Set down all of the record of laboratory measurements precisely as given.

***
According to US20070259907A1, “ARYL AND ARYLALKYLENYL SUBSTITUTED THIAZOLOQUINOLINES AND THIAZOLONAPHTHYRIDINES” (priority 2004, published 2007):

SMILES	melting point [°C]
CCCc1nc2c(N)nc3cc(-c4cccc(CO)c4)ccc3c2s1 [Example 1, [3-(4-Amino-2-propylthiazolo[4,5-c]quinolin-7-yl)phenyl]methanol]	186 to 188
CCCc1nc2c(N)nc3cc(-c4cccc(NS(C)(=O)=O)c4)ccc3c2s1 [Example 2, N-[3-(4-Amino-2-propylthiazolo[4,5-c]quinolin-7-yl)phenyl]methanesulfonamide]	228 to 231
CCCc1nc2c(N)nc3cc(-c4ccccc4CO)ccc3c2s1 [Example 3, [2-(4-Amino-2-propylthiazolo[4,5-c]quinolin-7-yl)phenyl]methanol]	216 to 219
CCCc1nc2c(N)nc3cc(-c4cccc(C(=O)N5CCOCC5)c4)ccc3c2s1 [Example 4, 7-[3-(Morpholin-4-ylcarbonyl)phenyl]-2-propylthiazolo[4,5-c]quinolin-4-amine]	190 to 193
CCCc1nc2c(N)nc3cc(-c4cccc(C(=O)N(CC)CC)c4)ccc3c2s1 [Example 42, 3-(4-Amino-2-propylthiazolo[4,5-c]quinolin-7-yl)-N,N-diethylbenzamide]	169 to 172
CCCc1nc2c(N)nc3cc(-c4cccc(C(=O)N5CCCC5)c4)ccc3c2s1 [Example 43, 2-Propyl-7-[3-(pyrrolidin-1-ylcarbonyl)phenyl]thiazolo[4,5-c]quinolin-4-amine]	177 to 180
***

According to US20070259907A1, “ARYL AND ARYLALKYLENYL SUBSTITUTED THIAZOLOQUINOLINES AND THIAZOLONAPHTHYRIDINES” (priority 2004, published 2007):

SMILES	melting point [°C]
CCCc1nc2c(N)nc3cc(-c4cccc(CO)c4)ccc3c2s1 [Example 1, [3-(4-Amino-2-propylthiazolo[4,5-c]quinolin-7-yl)phenyl]methanol]	186 to 188
CCCc1nc2c(N)nc3cc(-c4cccc(NS(C)(=O)=O)c4)ccc3c2s1 [Example 2, N-[3-(4-Amino-2-propylthiazolo[4,5-c]quinolin-7-yl)phenyl]methanesulfonamide]	228 to 231
CCCc1nc2c(N)nc3cc(-c4ccccc4CO)ccc3c2s1 [Example 3, [2-(4-Amino-2-propylthiazolo[4,5-c]quinolin-7-yl)phenyl]methanol]	216 to 219
CCCc1nc2c(N)nc3cc(-c4cccc(C(=O)N5CCOCC5)c4)ccc3c2s1 [Example 4, 7-[3-(Morpholin-4-ylcarbonyl)phenyl]-2-propylthiazolo[4,5-c]quinolin-4-amine]	190 to 193
CCCc1nc2c(N)nc3cc(-c4cccc(C(=O)N(CC)CC)c4)ccc3c2s1 [Example 42, 3-(4-Amino-2-propylthiazolo[4,5-c]quinolin-7-yl)-N,N-diethylbenzamide]	169 to 172
CCCc1nc2c(N)nc3cc(-c4cccc(C(=O)N5CCCC5)c4)ccc3c2s1 [Example 43, 2-Propyl-7-[3-(pyrrolidin-1-ylcarbonyl)phenyl]thiazolo[4,5-c]quinolin-4-amine]	177 to 180